The Department of Science and Technology came up with a set of guidelines concerning geospatial data this month. Multiple news reports hailed the guidelines as the path to liberalise the geospatial industry and spur growth.
Geospatial data is any form of data that talks about location information. It can be in the form of maps, the GPS dots that you come across on your mobile phones, satellite images, etc.
It’s important to understand that the new guidelines have been produced by the executive branch of the government, and don’t make up a law passed by the states or the Centre. Even though the guidelines supersede multiple executive documents published earlier, their scope is limited and they may not be legally binding.
This said, they do reflect the present government’s mood very well, as well as the future of the geospatial industry in India and how future laws could be drafted in the field. These are the reasons why the new guidelines are influential.
What has become better?
In 2016, the Government of India prepared the draft Geospatial Information Regulation Bill. It had some of the most nightmarish provisions for creating or publishing data. It said that any person – not just companies – who produces geospatial data is required to apply for a certain license or permission to publish that data. If someone doesn’t get the license and publishes such information, they would be punished with a hefty fine (minimum of one crore rupees).
Imagine how hard it would be to order food on Swiggy or to book a cab using Uber – where you are creating geospatial data displayed on a web page or app (delivery or pickup location). You would have had to pay the government a fee, wait for months to receive a license to create geospatial information, and then have your food delivered! The new guidelines have done away with this provision.
In fact, they dismantle the license Raj that has tied down the Indian geospatial industry. The new guidelines don’t require any security clearances or licenses to create, collate, manage or produce geospatial data. Removing this red tape is a major step that could boost the geospatial industry. In the short to medium term, this likely means more commercial applications of geospatial data, with small and medium level companies benefitting the most.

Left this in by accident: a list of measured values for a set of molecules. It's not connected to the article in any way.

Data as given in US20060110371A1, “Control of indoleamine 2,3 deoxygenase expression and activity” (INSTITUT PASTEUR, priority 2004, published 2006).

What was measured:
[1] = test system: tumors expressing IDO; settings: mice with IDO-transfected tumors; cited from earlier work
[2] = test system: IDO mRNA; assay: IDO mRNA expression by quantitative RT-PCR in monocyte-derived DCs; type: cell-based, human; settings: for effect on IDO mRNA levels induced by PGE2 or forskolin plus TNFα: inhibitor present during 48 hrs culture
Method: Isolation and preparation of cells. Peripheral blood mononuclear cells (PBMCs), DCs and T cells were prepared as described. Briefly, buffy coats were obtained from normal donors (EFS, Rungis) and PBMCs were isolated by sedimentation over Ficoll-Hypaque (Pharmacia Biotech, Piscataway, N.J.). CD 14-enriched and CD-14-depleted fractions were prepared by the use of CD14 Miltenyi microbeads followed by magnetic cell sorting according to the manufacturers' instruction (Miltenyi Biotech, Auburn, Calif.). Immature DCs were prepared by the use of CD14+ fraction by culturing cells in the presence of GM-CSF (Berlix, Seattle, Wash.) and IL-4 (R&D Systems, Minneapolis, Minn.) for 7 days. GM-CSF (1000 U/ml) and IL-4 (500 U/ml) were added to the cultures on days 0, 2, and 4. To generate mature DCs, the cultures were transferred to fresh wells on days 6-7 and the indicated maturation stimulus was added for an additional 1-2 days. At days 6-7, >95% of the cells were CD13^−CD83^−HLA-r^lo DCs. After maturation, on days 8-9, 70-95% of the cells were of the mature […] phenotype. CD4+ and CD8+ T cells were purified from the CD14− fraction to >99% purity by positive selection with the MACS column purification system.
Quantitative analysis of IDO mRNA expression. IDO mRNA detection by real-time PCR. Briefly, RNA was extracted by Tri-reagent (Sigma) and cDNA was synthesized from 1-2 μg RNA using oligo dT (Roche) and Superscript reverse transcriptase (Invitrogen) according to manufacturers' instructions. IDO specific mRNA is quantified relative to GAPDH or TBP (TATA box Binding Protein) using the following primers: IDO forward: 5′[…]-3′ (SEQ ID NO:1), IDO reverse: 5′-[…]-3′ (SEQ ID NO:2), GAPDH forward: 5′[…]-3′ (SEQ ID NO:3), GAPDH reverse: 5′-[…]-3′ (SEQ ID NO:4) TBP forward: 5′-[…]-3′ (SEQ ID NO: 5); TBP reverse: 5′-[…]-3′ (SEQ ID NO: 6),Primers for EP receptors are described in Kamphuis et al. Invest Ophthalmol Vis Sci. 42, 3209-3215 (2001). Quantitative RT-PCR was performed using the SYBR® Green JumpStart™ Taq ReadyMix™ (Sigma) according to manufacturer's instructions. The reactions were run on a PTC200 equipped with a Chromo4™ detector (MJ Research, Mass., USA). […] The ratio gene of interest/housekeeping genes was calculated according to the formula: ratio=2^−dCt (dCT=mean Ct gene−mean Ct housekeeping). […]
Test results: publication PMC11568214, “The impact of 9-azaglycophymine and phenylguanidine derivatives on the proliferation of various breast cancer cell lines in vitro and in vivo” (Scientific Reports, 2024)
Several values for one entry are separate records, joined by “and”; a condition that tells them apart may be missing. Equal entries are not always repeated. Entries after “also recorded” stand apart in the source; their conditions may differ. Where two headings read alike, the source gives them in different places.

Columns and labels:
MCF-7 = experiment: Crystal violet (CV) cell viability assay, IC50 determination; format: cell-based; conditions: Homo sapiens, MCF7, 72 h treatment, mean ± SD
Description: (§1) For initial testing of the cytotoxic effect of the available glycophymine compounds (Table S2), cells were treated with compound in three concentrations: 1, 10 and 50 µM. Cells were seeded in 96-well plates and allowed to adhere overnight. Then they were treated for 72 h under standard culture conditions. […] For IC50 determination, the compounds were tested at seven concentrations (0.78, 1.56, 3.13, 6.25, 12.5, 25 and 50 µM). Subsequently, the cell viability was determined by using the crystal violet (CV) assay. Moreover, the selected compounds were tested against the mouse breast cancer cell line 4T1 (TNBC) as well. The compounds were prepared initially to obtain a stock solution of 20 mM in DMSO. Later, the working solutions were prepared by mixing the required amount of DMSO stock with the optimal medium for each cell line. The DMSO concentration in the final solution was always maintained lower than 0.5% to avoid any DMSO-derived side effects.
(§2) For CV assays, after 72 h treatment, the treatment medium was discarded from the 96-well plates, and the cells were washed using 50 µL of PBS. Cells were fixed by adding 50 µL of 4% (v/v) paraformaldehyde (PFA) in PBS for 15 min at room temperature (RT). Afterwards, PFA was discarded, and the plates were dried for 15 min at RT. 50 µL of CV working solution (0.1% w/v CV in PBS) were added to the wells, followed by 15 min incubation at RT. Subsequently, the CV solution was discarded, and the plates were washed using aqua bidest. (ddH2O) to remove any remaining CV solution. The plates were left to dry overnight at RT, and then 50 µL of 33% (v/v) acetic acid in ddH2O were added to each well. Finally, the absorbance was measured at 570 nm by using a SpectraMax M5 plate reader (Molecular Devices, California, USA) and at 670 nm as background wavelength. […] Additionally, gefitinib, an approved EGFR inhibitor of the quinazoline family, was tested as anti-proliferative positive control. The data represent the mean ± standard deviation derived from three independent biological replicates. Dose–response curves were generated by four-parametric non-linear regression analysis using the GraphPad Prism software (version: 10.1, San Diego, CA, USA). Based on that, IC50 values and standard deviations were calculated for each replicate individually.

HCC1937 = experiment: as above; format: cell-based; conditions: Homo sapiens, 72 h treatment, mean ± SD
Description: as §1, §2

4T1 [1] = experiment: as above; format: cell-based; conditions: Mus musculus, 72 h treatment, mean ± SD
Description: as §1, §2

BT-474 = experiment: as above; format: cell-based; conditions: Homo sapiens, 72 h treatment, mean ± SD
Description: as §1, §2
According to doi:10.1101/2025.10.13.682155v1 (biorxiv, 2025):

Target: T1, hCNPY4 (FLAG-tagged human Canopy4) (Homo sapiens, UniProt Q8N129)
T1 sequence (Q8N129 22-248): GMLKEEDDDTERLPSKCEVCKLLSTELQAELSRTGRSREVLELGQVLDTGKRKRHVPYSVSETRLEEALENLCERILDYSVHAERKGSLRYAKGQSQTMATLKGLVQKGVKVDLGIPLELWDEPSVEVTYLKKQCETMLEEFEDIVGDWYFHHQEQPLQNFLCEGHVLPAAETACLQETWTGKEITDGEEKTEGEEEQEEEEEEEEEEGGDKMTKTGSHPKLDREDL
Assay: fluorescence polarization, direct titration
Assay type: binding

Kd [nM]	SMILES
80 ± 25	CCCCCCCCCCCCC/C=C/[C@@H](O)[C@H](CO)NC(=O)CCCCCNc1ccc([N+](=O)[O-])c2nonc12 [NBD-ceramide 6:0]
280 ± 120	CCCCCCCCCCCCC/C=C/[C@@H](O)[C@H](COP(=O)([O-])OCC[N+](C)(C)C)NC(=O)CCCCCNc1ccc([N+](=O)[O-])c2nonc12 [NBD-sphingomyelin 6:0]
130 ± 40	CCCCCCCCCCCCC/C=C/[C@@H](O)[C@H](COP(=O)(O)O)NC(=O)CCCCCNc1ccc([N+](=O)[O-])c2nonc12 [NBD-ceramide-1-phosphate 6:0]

The next good part of the guidelines is the types of data the government plans to deregulate, including aerial or satellite data (RADAR, LIDAR, bathymetric data, street view, etc.). India has been a laggard on this front primarily due to restrictions on collecting this data. Not just the industry – even academics had a difficult time obtaining such data for research purposes or applications. I find it very refreshing that the government has not just recognised these fields but has also helped them.
The other development I find to be satisfying is that the guidelines say there won’t be any list of “negative areas” and instead talks about “negative attributes”. (For example, according to older government regulations, defence areas were to be blacked out on maps and satellite images.) How exactly these “negative attributes” will work or apply remains to be seen – but the removal of ‘negative areas’ is a logical step because it never served any purpose.
What could have been made better?
The biggest drawback with the new guidelines have to do with the way they deal with data created by public funds. They say that geospatial data created with public money will be made easily accessible with fair and transparent pricing. However, these terms are subjective. What, how and who will define the terms “fair”, “transparent”, and “easy”? we don’t know.
In addition, we can never achieve fair pricing with public datasets because these products don’t follow the market rules of demand and supply. It will be also difficult to find any entity that accepts its own pricing to be unfair. The India Meteorological Department (IMD) for example provides historical data for a fee, but the cost can run into the crores if one wants to buy such data for an entire state. IMD considers this to be fair, and who can say otherwise?
Governmental line agencies, parastatal organisations and departments should not view geospatial data sharing as part of a revenue model and the guidelines should have addressed this.
The current format is that the tax collected from citizens will be used to create data. The cream on top is that the citizens will have to pay again to buy this data. The cherry on the top of the cream is that citizens also have to pay GST for this purchase. (Very few governmental agencies don’t mention GST but in general Indian entities are expected to pay at three different levels for the same data.) Data created with public funds should be made open to the public, and there should not be any second thought to that.